December 12th, 2013


Everyone is asleep and I am writing this with such limited light that I am forced to squint and screw up my face in total concentration to see what inky scratches I am making in my notebook. This letter comes to you from Nha Trang, on the South-Central coast of Vietnam. We arrived here two days ago, after an eight-hour train from Ho Chi Minh City.


This morning we awoke early, there is only the three of us in our room and the mosquitos seemed to have feasted themselves on my sleeping corpse throughout the night. On a whim we and I decided to hire motorbikes for the day. At US$5 for the day it seemed about time we attempted to tackle the hive of activity on Vietnam’s roads and where better to attempt it than away from the chaos of Ho Chi Minh City.


We set off from Nha Trang under the vague understanding that there was a waterfall several kilometers outside the city. Almost immediately the pandemonium of the roads engulfed me. Confronted with a roundabout, I was utterly lost and confused as motorbikes whizzed around me in all directions like a swarm of bees. I slammed on my brakes and came to a standstill, utterly unable to move and unsure of what bizarre highway code ruled these alien roads.


A small Vietnamese woman on a pink moped with a bright pink helmet loosely hanging from her head hurtled straight towards me. She slammed on her brakes just in time, let out long and drawn out beep of disapproval, shook her head as if to say, “foreign idiot” and expertly maneuvered her moped around me to continue on her journey.


After what felt like a small eternity, I mustered up the courage to inch out into the continuous flow of traffic, one-centimeter at a time. The impenetrable wall of twisted steel seemed to part for me and I crept across the roundabout until I was going with the flow of traffic once again, when I felt confident enough to speed up to the speed of a light jog.


Once we had cut our teeth on the busy city roads, we headed out into the countryside to tackle roads of an entirely different nature. The traffic thinned until eventually we were two of only a handful of motorcycles tootling along towards the leafy horizon. If the motorcycles of Nha Trang were bees, the trucks which hurtled down these inter-city roads were sharks. Out of nowhere several tons of metal would hurtle past, a meter from my outstretched legs, at a speed totally inappropriate for fully-paved, well maintained roads, let alone these gravel tracks riddled with pot holes.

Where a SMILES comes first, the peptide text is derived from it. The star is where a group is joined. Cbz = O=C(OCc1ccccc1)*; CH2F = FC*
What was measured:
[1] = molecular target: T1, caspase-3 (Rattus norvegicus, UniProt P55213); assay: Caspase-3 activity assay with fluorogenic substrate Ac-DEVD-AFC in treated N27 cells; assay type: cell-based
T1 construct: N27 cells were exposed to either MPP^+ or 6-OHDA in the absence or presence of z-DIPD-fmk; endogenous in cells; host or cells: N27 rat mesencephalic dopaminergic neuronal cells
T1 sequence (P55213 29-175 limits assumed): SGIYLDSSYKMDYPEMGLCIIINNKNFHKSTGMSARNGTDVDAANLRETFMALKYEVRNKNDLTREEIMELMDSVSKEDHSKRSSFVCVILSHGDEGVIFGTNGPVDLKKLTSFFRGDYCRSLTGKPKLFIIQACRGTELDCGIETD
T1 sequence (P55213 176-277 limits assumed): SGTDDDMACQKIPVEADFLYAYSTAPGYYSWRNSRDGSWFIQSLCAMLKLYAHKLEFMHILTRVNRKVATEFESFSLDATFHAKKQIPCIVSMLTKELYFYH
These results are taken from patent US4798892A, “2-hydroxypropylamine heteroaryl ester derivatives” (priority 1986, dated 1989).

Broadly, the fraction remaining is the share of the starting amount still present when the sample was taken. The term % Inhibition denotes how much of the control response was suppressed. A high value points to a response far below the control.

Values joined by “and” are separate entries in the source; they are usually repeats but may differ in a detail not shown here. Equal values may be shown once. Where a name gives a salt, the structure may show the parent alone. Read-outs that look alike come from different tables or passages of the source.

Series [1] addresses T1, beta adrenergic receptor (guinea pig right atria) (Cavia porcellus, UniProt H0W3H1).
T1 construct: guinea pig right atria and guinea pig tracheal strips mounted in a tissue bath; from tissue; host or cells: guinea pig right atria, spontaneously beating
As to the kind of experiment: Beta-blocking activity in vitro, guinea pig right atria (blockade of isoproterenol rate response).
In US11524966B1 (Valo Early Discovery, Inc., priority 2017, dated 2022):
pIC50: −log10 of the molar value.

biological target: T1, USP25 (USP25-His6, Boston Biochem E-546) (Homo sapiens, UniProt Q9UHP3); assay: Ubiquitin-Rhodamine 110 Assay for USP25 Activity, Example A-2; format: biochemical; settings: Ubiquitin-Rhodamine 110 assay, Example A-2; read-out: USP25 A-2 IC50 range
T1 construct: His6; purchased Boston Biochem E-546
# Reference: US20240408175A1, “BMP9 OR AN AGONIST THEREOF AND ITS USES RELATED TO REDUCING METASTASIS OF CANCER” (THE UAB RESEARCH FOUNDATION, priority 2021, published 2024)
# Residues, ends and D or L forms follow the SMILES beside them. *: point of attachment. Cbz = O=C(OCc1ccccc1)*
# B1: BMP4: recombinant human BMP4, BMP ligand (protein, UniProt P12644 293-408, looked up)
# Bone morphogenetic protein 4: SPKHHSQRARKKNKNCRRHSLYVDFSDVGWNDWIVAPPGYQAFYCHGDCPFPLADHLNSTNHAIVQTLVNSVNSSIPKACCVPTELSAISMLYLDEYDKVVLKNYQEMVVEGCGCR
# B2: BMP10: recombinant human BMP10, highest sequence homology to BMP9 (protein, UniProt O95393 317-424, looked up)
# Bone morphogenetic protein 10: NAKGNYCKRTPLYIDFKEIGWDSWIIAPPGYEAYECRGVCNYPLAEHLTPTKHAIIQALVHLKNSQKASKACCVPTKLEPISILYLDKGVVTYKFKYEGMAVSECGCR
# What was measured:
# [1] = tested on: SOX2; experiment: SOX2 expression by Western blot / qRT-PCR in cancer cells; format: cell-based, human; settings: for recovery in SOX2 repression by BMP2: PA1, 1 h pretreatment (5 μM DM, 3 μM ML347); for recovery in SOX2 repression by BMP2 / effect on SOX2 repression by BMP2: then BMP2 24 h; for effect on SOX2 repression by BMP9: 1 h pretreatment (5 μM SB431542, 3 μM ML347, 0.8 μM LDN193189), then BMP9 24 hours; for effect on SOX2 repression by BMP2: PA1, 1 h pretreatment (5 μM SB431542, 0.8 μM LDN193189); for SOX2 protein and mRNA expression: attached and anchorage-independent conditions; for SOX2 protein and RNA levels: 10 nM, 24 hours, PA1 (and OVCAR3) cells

After more than an hour of white-knuckle driving, we were lost. We parked up at a small steel shack at the side of the road selling snacks and bought a bottle of water. With some creative hand gestures to imitate falling water, we were avidly directed to a small path snaking its way away from the road into some dense foliage.


We set off towards the heart of darkness and hadn’t been travelling long when Adam’s hard braking in front of me almost sent me careering into the back of him. Sprawled out across the road in front of him was a snake, about 150cm long, quickly making its way to the undergrowth on the other side of the gravel path.


Less than two minutes later, we encountered the first tourists we had seen on the road. A moped came flying around a corner, almost completely taking us out, with an American couple holding on for dear life. Their terror was visible in the enlarged whites of their eyes as they careered down the uneven road surface. Before they had gone 10 meters, the whole moped fell to the floor in a flurry of screams and shouts, sending the two riders tumbling unceremoniously into the dirt.


We helped them to their feet and made sure they were safe and well on their way before we collapsed in a fit of laughter and set off once again in the direction they had come.


Around 500m down the gravel track we arrived at a clearing, where a man charged us around 20,000 Vietnamese Dong (US$0.88) to leave out motorcycles and beckoned to us to follow him. We crossed a stream and scrambled up several rocks, with Adam’s flip flops barely up to the task, before the trees suddenly opened out on Ba Ho Falls.


Our self-appointed guide pointed to a rocky outcrop facing the waterfall. “There okay”. Then pointing to the other side of the same waterfall he shouted, “There die”. His ominous warning of impending death for anyone jumping off the left side of the rock as opposed to the right side was avidly taken on board. We spent several hours enjoying the falls and swimming in the water all to ourselves. Suddenly the guide returned and shouted “Careful! Many many snake!”

With yet more warnings of our impending doom, we dried off and made our treacherous way back to Nha Trang.






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